still a classic and still funny
With the exception of Limelight, ever been a fan of Chaplins and avoided his films for a long time. I shouldn't have. This is truly a classic movie. The boxing secenes are a hoot.The added music is wonderful. The final scene is wrenching. I will have to watch more
I waited until my 40s to watch Chaplin, perhaps because I'm afraid of too much sentimentality. But I liked City Lights in spite of myself -- there are some truly funny moments. Perhaps too the perverse lens granted by virtue of having seen Monsieur Verdoux first casts the tramp (and his infatuation with the blind girl) in an entirely different light. I must admit however that Chaplin displays a gift for emotional nuance, even while engaged in the broadest slapstick, that must be the secret to his star-power.
Fabulous - very entertaining. Chaplin is just fantastic. So many funny little bits - the millionaire who is Chaplins best friend when drunk and turns him out every time he is sober, the fight scene - the wonderfully evocative music which replaces dialogue. Well deserving of its place as a top movie of all time.
Another film at the top of my list to show people who say "Black and white films are old and boring!" alongside Sweet Smell Of Success.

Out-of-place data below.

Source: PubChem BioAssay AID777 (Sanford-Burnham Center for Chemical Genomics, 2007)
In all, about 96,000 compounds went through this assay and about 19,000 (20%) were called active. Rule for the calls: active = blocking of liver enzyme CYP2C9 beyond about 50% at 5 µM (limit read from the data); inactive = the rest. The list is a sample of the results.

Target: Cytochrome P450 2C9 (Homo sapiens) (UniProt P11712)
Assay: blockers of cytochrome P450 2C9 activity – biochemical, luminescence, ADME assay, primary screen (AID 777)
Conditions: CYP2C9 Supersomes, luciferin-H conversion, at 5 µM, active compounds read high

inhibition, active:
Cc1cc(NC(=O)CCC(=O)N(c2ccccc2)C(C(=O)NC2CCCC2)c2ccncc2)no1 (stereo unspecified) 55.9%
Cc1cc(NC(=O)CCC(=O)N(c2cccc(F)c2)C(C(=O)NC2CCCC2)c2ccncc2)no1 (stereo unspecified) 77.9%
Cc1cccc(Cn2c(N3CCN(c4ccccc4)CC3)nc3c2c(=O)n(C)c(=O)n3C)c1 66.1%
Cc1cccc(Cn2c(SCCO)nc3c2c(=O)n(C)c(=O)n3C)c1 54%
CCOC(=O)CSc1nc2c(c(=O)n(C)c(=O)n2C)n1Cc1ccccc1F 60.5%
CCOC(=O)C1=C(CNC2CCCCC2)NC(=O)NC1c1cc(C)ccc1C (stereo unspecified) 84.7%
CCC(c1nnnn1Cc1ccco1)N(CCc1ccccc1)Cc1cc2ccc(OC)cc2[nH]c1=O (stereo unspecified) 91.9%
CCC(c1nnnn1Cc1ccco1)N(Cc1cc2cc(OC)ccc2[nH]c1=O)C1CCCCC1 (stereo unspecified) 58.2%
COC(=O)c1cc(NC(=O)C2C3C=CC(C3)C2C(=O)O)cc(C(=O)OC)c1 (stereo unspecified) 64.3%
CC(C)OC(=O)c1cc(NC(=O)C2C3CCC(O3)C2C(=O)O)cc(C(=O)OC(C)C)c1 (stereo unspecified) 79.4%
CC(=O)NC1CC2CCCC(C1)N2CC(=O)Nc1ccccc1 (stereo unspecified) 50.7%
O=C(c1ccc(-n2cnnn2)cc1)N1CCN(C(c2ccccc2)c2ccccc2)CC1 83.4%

Charlie Chaplin is/was a master. His body and facial control is something to be inspired by, and his knowledge of when to shift the joke into something else JUST before it gets old is astonishing.
The ending brought tears to my eyes, and the shot is one of the most memorable endings in cinema history. Fun for all creeds, genders and ages. Highly recommended with honours!
As Normal Desmond says of the silent movies in Sunset Boulevard: "We didn't need dialogue. We had faces!" Slapstick funny & gently moving.
This absolute classic is an absolute charmer. Every physical comedy routine you've ever seen was inspired by this gem. The cover said 188 min., but really it's 88 perfect minutes. Get it!
I find it hard watching Chaplin movies because I find the tramp figure pathetic and sentimental. That's not to say Chaplin wasn't a great artist in his day, but the world has moved on. Maybe it's something to do with the effect today's afflluence has had on our social conscience in that we can no longer connect with the simple feelings of earlier generations. Should we once again experience poverty and hardship we might again connect. Nevertheless City Lights is one of the better Chaplin movies and a good introduction.
I absolutely adored this film-wonderfully tender pathos created by Chaplin. Each character is larger than life and timeless. Much more satisfying than the 'realism' of today's cinema.
Despite some slapstick reservations, I liked City Lights and three highlights come to mind: Composer Charlie Chaplin’s music score has some lyrical Classical evocations that compliment many of the scenes. The pseudo-fight sequences are marvelously choreographed, especially Charlie’s quick stepping use of the referee as a screen. And YES, the final scene is tops and a terrific tear tweaker. Perhaps Charlie had little choice but to provide the viewer with a write-your-own-ending ending. “Yes, I see now” this was for the best. Three and a half stars.
We thought it was a gym - worth watching for the boxing scene alone!